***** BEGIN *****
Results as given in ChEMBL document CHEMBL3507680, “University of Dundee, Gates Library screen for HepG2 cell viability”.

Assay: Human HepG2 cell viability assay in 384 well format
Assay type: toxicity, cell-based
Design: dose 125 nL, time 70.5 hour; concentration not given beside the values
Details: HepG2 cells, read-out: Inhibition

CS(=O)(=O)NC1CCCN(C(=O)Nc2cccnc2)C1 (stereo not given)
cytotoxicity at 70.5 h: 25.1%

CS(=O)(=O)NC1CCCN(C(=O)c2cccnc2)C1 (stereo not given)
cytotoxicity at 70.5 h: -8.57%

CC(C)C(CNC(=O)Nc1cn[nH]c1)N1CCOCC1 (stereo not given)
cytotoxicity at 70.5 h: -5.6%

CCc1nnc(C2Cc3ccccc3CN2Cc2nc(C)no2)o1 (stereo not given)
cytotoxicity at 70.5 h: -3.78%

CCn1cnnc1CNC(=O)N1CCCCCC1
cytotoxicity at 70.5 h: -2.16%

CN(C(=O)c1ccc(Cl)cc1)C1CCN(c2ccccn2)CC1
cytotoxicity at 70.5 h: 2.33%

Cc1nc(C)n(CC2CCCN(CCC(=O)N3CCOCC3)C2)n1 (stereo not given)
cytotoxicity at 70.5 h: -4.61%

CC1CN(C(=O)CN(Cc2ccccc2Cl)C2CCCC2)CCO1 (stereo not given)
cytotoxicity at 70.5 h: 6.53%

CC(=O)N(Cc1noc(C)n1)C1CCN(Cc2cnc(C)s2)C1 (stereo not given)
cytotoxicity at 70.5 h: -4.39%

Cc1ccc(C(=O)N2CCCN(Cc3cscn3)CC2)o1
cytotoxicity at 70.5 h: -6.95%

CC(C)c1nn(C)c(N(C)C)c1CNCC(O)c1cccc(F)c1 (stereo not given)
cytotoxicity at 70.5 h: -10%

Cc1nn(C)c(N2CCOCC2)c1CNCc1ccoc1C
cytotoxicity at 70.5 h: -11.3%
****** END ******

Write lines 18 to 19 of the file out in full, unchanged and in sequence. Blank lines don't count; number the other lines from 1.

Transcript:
Cc1nc(C)n(CC2CCCN(CCC(=O)N3CCOCC3)C2)n1 (stereo not given)
cytotoxicity at 70.5 h: -4.61%